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November 16, 2014

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Peking Man era site revealed

CHINESE archeologists say they have discovered another important site of human activity dating back 300,000 to 500,000 years, roughly contemporary with Peking Man.

Dozens of stone, animal bone and horn tools have been excavated at a limestone quarry site on Luotuo Hill in the northeast coastal city of Dalian in Liaoning Province.

Researchers have obtained more than 1,000 samples since a joint excavation began in August by the Institute of Vertebrate Paleontology and Paleoanthropology of the Chinese Academy of Sciences and the Dalian Natural History Museum.

Stone tools and large animal bones that appear to have been cut or smashed by humans suggest an important site of early human activity, said Huang Weiwen, an institute researcher.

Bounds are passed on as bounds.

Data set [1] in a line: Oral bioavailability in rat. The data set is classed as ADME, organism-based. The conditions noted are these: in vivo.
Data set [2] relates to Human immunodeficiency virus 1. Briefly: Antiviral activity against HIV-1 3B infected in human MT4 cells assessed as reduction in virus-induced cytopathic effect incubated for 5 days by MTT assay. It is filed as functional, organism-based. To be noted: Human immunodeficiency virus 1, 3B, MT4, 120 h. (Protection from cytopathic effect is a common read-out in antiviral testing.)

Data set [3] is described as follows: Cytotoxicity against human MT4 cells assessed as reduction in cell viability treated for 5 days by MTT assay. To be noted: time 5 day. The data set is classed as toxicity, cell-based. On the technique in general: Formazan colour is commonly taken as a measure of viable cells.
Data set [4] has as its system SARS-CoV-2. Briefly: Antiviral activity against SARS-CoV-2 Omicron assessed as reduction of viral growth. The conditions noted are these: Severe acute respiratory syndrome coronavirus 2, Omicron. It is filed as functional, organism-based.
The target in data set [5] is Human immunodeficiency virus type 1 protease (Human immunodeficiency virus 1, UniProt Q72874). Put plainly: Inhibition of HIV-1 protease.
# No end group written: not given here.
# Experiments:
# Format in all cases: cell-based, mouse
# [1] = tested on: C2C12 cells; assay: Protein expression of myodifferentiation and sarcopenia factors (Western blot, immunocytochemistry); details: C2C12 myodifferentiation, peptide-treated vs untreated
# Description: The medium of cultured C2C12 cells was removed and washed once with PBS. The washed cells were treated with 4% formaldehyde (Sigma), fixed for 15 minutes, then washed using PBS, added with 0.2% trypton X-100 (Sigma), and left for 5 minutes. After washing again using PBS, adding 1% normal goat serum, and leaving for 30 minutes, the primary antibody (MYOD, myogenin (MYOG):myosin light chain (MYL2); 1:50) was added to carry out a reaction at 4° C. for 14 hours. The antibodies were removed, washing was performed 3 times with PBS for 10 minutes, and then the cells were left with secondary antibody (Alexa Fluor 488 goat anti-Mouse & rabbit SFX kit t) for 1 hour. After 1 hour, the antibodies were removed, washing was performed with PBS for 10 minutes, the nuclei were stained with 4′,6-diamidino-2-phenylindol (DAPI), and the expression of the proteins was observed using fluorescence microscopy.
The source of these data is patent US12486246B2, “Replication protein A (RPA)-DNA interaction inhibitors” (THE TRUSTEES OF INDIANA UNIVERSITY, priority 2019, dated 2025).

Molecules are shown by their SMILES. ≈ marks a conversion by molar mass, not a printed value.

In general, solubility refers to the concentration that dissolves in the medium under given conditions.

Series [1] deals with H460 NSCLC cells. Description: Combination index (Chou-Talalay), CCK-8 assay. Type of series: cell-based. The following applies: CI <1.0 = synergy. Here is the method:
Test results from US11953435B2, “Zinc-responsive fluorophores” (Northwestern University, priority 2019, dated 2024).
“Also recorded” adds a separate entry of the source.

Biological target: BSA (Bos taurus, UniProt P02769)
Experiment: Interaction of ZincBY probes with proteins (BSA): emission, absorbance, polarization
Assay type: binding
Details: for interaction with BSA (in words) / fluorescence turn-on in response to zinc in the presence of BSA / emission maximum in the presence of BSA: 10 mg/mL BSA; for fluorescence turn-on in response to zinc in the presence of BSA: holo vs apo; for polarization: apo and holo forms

Deer and antelope horn tools were also used at the Zhoukoudian Caves in Beijing’s suburbs, where the skulls of Peking Man, or Homo erectus, were found in the 1920s and 1930s.

Peking Man was first believed to have lived in Zhoukoudian about 400,000 to 500,000 years ago. But some Chinese scientists later said they were 200,000 years older. “The discovery of the Luotuo Hill site of early human beings is of great significance,” said Gao Chunling, deputy head of the Dalian museum.

It is likely to be the earliest cultural ruins in northeast China, making it important for the study of human evolution and the origin of culture in the region, Gao said.

Fossils of ancient mammals such as elephants and tigers were also similar to those unearthed at Zhoukoudian, according to the researchers.


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